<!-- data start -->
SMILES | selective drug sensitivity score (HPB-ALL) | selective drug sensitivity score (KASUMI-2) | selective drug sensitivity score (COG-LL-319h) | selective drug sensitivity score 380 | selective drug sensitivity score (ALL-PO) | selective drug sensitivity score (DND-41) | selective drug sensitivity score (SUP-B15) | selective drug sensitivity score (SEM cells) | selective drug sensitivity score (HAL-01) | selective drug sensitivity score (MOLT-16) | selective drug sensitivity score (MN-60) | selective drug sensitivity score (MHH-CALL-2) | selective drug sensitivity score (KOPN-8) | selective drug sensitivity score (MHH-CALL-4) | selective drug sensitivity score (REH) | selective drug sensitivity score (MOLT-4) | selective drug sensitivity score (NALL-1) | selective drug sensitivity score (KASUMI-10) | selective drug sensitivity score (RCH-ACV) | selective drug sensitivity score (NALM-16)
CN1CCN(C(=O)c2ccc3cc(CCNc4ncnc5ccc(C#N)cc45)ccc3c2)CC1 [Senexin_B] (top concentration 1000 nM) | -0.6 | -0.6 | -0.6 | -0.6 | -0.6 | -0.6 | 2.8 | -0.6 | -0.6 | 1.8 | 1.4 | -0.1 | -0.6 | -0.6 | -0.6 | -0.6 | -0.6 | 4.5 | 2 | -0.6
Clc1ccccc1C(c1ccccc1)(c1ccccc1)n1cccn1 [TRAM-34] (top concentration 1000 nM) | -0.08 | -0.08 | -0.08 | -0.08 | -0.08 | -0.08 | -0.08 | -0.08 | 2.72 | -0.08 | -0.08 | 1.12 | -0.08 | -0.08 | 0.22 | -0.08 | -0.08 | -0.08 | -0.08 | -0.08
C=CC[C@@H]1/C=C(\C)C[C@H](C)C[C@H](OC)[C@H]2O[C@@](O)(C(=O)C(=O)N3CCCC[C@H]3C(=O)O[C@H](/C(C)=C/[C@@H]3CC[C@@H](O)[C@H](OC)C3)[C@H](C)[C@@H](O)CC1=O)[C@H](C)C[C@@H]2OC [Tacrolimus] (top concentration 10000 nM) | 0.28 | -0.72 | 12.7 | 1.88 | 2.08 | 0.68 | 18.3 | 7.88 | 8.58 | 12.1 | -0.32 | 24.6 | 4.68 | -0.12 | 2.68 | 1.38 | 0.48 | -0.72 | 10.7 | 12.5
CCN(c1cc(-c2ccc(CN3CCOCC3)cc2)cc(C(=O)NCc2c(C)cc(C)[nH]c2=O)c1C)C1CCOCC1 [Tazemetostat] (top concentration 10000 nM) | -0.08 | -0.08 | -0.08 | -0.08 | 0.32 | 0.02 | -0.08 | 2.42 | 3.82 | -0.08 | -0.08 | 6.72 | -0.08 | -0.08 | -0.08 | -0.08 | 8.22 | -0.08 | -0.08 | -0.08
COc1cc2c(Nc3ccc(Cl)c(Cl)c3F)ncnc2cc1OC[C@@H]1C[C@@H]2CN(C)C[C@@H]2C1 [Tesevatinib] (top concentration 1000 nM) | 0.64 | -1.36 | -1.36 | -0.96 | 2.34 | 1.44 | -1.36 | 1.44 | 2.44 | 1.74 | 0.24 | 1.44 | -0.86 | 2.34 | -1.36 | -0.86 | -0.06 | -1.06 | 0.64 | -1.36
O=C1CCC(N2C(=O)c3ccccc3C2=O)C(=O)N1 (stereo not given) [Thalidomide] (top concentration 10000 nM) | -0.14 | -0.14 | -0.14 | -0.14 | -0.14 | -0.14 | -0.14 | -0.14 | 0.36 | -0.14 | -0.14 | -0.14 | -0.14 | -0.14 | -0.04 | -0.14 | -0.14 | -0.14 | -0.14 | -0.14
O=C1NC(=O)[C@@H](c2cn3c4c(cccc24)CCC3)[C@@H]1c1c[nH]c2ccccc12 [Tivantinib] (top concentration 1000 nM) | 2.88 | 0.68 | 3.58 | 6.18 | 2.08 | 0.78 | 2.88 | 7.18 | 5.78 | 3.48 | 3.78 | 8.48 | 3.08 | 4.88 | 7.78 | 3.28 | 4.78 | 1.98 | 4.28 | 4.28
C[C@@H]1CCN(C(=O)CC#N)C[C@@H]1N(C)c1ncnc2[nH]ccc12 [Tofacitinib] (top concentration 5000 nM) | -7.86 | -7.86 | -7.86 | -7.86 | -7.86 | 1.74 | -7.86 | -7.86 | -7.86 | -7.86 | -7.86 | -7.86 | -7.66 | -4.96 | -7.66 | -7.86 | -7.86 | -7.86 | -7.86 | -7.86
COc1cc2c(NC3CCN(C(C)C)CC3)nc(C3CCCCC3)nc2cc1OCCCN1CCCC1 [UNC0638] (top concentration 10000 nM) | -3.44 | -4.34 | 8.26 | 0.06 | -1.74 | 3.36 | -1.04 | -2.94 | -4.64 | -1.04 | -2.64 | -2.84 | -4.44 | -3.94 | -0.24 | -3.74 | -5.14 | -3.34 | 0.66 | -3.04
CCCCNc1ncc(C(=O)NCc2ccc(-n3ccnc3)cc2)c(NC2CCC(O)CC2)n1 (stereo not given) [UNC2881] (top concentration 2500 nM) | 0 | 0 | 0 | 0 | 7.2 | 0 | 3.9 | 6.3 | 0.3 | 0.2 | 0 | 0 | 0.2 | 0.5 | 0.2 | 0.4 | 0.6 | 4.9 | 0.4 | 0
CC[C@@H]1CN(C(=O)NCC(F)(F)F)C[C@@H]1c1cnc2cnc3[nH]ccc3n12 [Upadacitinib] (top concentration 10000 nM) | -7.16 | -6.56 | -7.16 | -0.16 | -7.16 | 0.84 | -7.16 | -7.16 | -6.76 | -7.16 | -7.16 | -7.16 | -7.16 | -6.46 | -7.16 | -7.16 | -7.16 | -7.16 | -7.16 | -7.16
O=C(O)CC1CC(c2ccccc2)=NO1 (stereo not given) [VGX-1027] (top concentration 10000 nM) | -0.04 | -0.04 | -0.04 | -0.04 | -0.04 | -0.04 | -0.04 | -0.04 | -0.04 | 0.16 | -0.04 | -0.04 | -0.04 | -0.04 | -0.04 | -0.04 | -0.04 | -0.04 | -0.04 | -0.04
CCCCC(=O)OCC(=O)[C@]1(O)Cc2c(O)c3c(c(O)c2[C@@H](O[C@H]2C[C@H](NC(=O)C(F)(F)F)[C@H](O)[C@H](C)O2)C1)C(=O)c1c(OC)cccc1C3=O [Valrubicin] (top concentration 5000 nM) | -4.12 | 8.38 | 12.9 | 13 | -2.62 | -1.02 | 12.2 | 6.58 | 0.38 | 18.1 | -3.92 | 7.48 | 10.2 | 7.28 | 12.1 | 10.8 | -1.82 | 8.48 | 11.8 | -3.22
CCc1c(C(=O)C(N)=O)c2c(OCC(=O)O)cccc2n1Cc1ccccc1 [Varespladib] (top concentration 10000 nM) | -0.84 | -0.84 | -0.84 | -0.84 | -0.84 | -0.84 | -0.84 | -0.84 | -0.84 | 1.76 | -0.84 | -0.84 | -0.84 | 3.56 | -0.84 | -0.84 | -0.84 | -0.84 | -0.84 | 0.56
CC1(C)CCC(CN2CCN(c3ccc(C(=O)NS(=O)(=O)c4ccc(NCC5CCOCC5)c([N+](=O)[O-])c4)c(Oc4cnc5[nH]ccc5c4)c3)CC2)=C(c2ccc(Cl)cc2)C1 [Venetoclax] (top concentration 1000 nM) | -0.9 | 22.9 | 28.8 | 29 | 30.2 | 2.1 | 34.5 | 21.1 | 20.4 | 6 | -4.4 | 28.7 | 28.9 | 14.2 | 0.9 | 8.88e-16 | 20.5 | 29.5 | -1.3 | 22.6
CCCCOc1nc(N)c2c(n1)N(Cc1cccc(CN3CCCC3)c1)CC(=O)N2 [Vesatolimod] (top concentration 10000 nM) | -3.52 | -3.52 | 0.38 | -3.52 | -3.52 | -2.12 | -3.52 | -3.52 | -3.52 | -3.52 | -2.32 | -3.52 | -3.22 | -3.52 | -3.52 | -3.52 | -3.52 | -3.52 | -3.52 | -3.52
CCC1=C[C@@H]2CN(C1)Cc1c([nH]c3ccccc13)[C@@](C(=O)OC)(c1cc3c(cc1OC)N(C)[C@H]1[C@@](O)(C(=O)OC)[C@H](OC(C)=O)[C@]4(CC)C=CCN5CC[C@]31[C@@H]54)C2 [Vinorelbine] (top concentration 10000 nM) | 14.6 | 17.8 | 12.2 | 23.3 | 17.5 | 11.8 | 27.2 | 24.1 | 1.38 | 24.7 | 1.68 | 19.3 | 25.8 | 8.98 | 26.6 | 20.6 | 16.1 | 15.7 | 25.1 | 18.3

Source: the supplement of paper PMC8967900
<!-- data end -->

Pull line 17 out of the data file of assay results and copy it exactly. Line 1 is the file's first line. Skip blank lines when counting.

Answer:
CCCCOc1nc(N)c2c(n1)N(Cc1cccc(CN3CCCC3)c1)CC(=O)N2 [Vesatolimod] (top concentration 10000 nM) | -3.52 | -3.52 | 0.38 | -3.52 | -3.52 | -2.12 | -3.52 | -3.52 | -3.52 | -3.52 | -2.32 | -3.52 | -3.22 | -3.52 | -3.52 | -3.52 | -3.52 | -3.52 | -3.52 | -3.52